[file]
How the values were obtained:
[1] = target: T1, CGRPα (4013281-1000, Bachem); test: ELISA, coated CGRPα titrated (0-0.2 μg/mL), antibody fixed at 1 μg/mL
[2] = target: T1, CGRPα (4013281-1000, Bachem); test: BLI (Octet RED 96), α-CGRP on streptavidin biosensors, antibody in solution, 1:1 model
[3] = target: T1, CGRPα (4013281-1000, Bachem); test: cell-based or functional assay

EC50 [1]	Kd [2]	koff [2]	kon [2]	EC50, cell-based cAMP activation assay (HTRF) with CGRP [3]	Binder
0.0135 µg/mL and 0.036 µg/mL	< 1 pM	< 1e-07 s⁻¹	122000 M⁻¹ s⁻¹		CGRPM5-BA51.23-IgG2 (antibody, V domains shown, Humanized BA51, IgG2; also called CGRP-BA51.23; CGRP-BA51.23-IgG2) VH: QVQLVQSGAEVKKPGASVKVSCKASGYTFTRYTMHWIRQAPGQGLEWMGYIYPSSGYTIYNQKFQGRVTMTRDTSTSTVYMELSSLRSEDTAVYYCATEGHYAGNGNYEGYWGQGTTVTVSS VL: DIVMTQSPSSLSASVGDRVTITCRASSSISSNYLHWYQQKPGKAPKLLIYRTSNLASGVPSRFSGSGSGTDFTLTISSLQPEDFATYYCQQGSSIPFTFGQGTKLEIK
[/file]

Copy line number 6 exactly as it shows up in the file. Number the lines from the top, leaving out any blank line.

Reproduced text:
0.0135 µg/mL and 0.036 µg/mL	< 1 pM	< 1e-07 s⁻¹	122000 M⁻¹ s⁻¹		CGRPM5-BA51.23-IgG2 (antibody, V domains shown, Humanized BA51, IgG2; also called CGRP-BA51.23; CGRP-BA51.23-IgG2) VH: QVQLVQSGAEVKKPGASVKVSCKASGYTFTRYTMHWIRQAPGQGLEWMGYIYPSSGYTIYNQKFQGRVTMTRDTSTSTVYMELSSLRSEDTAVYYCATEGHYAGNGNYEGYWGQGTTVTVSS VL: DIVMTQSPSSLSASVGDRVTITCRASSSISSNYLHWYQQKPGKAPKLLIYRTSNLASGVPSRFSGSGSGTDFTLTISSLQPEDFATYYCQQGSSIPFTFGQGTKLEIK